He quit his job, took out a few loans, and was accepted by a leading law college in the city. In the beginning he kept the apartment with Ted, but the frequent parties interfered with his studies, and Ted didn't seem to understand that he needed quiet in order to study. William finally moved to a small room near campus.
Losing his lifelong companion was difficult for Ted. He found that going out was no fun unless William was along — having him there had made a difference! So he constantly telephoned William, berating him with, "What kind of friend are you? Why don't you have more time to see me?" and "How can you work all day and night? It must be very boring!" and "Look what you're missing. There've been some great parties" and "You're never any fun anymore."
A Helpful Friend
William tried talking to him but it was no use, he just didn't understand. Ted would shout and scream at him, or get drunk and call him in a rage; he was unable to look at his fears and insecurities. William had been the strong, silent one, the person Ted knew would always be there. When he wasn't, it was devastating. The friendship survived only because William convinced Ted to go into therapy, which helped him see some of these things for himself.
Remember the friend who is helpful. See more of him because his belief in you will enhance your energy. Never lose sight of anyone like this. Such a friendship is wonderful to have. Let your discrimination tell you when a person is sincerely interested and supportive.
It is also wise to keep your friends apart from your work. Don't talk about it to them, as talking enthusiastically may bring up their fears. Instead, enjoy their company in exactly the same way you did before. This will help them feel you are still the same person, and that what you are doing on the side won't hurt or change you. Make them aware you care, though you have less time to see them. Don't hesitate to express your love for them. If you say it openly, it will be remembered later on. You should also let your friends know how much you have to do in order to be successful; then they will not expect you to be around all the time.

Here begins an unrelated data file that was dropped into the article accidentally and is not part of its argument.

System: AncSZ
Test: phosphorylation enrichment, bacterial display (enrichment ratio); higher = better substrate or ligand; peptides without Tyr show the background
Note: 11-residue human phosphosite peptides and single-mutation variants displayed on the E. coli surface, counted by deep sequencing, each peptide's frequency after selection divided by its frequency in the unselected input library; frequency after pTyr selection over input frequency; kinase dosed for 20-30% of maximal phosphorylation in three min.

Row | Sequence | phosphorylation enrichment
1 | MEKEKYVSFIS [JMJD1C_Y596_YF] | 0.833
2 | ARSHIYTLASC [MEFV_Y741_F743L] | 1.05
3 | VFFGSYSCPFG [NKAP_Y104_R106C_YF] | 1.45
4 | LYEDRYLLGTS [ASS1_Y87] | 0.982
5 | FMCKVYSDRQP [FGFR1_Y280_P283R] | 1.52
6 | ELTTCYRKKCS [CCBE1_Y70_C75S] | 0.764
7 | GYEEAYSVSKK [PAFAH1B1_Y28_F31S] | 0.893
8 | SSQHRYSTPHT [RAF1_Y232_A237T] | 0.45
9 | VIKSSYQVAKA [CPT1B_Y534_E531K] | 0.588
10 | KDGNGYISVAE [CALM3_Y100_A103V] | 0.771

Never be afraid to cut off a relationship — no matter how old it is — if the friend is demanding, negative, or sarcastic about what you're doing. This kind of person will probably always stay this way, no matter what is happening. The reason a friend is competitive is because that friend relates too personally to what you're doing, and if it doesn't feel right for the friend, the belief is that it can't be right for you. Let go. If you do, your friend may realize how such behavior is affecting you and make amends.
If you have negative friends you really love and don't want to lose, then simply see less of them for the time being. Remember to first talk to people and explain how you feel. Only if there is no understanding should you break off a relationship.
Never keep a friend because you feel pity or sympathy. Neither is a good basis for friendship. The person who clings to you is also someone you need to gently let go of. Attachment only brings karma and karmic ramifications. If you are attracted to someone, remember to discern whether this is a relationship from a past life, and follow your intuition accordingly. Choose your friends carefully, looking for positive minded, enthusiasm, and genuine love.
This article was excerpted with permission from the publisher, Samuel Weiser Inc., York Beach, Maine. www.redwheelweiser.com.
About The Author
Nanette Hucknall has been trained in Psychosynthesis, a transpersonal psychology that uses experiential methodology in working with people. She is a partner in "Evolving Solutions", consultants who specialize in empowering teams in organizations and communities, to design their own future. She and her partners have designed and presented workshops and seminars internationally. Ms. Hucknall is currently working as a psychotherapist and career therapist in Massachusetts. She was co-founder and President of the original Center for Peace through Culture.